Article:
Genre: Sex, Sex, Sex and a Whole Lotta Fury
review in one breath
After witnessing the murder of her father at an early age, Ocho has dedicated her life to avenging her father's death. She was left with only three clues, the images of a wild boar, a deer and a butterfly. When she eventually unlocks the mystery behind the killers' identity, it leads her down dark halls of, well, SEX and FURY.
This film is truly a classic within its genre and is generally proclaimed such by almost all reviewers. There are only a very few films I have reviewed which merit a "must have" rating when it comes to additions to your collection, but this certainly makes that list (if your collection dares include "breast and blood" films.)
In essence this is a classic yakuza revenge motif chocked-full of naked sexuality and violence accomplished by the wholly effective character "Inoshika Ocho" played by Ike Reiko. Although the early 1970s saw a plethora of tough girl films, this film (and a few others) really sets itself apart from the others in terms of quality narrative and character development.
The title "Sex and Fury" is a wholly Western contraption which emerged at nearly the time of the film's production. This immediate export to the West was primarily due to its casting of Christina Lindberg, a rising star of Swedish descent who at the time was being splashed on the covers and screens of some the most popular European erotic-horror of the decade. Following initial popular successes in European erotic films, she appeared in two Toei productions of which this is the first. Indeed this film showcases her as if she were some extraordinary wide-eyed Western jewel (with a great rack).
The original Japanese title (Furyo anego den: Inoshika Ocho) is literally translated "Delinquent Elder Sister: Inoshika Ocho". The term "delinquent" (furyo) will appear in several of the subsequent films in the genre. "Inoshika Ocho" refers to the name of the leading female character.
One thing the English subtitles won't divulge is that the main character's name, Inoshika Ochou, is a composite of the three "animal" clues she received as a child. "Ino" refers to "inoshishi" or "wild boar"; "Shika" is a deer; And "(o)Chou" means butterfly. The fact that Ochou has taken on such a name for herself underscores the wholehearted determination she has cultivated to track down and avenge her father's death.
On their way to a celebratory visit to the local shrine, a young girl witnesses the murder of her father, a Tokyo police detective. With his last remaining breath, the father holds out a clue as to the identity of his assassins; three gambling cards depicting a wild boar, a deer and a butterfly.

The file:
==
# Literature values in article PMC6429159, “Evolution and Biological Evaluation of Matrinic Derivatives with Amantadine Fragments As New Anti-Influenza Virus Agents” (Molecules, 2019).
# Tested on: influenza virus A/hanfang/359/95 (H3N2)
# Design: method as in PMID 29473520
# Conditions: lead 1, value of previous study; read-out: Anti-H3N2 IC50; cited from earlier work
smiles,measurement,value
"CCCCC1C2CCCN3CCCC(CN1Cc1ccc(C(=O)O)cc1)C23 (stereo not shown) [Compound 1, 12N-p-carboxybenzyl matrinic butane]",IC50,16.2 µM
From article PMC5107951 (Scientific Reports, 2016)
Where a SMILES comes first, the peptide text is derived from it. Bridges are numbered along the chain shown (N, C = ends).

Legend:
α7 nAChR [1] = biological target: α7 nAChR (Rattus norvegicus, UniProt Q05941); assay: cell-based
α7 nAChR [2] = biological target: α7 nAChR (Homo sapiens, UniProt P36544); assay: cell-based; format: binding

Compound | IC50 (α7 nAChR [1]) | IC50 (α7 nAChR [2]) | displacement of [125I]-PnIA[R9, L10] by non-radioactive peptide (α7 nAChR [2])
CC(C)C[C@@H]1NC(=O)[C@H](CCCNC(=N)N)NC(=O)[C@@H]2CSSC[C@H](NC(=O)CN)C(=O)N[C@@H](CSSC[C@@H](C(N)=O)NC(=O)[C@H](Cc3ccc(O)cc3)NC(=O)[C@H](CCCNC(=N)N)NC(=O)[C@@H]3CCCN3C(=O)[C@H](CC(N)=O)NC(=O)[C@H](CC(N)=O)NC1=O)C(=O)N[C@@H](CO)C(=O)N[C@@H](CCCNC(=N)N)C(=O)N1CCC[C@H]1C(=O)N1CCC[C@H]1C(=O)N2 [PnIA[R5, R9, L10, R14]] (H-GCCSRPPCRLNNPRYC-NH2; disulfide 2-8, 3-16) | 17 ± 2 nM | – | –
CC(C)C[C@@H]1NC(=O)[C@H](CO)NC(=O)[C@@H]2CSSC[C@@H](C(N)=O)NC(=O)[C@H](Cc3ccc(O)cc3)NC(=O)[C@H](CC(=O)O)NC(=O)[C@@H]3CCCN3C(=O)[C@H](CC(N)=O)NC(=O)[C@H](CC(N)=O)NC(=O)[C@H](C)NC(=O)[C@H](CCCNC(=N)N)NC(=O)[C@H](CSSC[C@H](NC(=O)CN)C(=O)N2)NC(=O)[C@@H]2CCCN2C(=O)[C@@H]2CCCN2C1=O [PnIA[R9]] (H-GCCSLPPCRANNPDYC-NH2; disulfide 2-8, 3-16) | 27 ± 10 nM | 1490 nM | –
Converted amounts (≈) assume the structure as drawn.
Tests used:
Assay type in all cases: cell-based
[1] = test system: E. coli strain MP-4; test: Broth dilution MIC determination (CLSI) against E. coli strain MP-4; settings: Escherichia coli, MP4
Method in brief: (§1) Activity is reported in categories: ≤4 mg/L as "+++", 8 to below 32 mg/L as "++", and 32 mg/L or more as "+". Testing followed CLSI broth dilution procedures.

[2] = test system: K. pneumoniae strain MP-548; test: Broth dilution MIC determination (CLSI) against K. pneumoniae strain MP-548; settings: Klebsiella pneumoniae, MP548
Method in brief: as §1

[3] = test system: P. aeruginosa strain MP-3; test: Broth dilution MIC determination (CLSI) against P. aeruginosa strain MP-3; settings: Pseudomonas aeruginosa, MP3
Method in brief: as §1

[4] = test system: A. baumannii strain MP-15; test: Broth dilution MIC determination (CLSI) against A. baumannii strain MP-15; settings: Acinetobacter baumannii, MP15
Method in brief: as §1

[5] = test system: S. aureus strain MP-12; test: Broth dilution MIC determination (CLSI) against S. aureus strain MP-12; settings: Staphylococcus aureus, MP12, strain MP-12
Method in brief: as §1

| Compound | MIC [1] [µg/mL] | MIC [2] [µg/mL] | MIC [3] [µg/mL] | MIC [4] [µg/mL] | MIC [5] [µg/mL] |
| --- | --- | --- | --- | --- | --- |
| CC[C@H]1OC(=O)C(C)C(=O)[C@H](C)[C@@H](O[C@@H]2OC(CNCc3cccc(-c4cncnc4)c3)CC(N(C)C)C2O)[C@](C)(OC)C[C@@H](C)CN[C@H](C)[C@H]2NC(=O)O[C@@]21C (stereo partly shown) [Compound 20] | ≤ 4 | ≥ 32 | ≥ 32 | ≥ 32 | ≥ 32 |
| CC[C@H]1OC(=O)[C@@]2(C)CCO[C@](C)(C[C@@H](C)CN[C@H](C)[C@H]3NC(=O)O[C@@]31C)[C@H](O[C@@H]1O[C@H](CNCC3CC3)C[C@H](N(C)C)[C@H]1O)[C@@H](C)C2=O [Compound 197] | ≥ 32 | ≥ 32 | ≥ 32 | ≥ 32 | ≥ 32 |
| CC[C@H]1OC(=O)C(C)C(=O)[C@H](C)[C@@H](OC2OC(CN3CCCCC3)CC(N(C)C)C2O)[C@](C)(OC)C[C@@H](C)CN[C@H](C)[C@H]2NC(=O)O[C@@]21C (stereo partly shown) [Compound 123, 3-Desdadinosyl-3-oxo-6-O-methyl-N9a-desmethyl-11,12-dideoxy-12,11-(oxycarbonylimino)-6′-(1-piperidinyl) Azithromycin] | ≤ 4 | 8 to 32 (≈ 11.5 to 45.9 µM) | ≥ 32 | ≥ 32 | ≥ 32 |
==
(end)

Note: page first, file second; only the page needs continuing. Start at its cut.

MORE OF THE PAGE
Fast-forwarding 18 years (to Meiji Era, 1904) the young girl is now a street-wizened woman able to support herself through criminal skill and seduction. She now goes by the name Inoshika Ochou and seems intent on an inner mission. Her true purpose comes to light following an encounter with Kurokawa, an idealistically driven young man intent on bringing down the corrupt politicians responsible for his father's demise. Kurokawa recounts to Ochou the story of his father's business and the false charges brought against him. In order to cover their tracks, yakuza thugs had killed a police detective 18 years ago as he carried evidence which would have divulged the true criminals and thereby proven his father's innocence.
This overlap of personal histories, knowing that her own father was the detective of Kurokawa's story, provides the desperately needed clue in her desire to track down her father's assailants. When she eventually discovers that one of Kurokawa's targeted politicians sports a large deer tattoo on his back, she quickly moves into action.
Her path brings her face to face with sword-flailing yakuza mercenaries, a leather-clad whip-weilding female British spy (Christina Lindberg), and a convent of sado-masochistic knife-clenching nuns. And that's ONLY THE BEGINNING!!!
This is truly a remarkable film on several levels and clearly deserves its place as a genre leader. The soundtrack alone is excellent and the tune will be stuck in your head for a week, simultaneously evoking images of the fierce-eyed Ocho, bloodied sword in hand.
The amount of sex here is quite copious and erotic, though much centers around the classic Japanese fantasy of "forced seduction" (where "no" ultimately means "yes" and tears give way to moans). Beyond the sex is the nudity quotient (NQ), a quotient which was likely created simply to account for this film. The violence is not extreme, though often bright red and flowing freely, while the (very) few whipping/BDSM scenes were undoubtedly quite shocking to the film's first audiences.
Though the content here is mature, the film as a whole comes across very effectively and is thoroughly satisfying as a dramatic, cutting-edge yakuza-themed revenge tale. Director Suzuki Norifumi really distinguishes himself here, as does lead actress Ike Reiko, who went on to star in several similarly bold films, including this film's sequel Female Yakuza Tale.
Version reviewed: Region 1 subtitled DVD available at all mainstream venues.
|A very effective film which defined a new genre of "Bad Girl" yakuza sexploitation films.||Plenty of bright red flowing blood and sword play. One scene of whipping.||Ample amounts of naked breasts and copulation. And let's give an awed round of applause to these guy's dedication to sheer foreplay!.||Very cool and memorable film. I will be adding this to my personal collection.|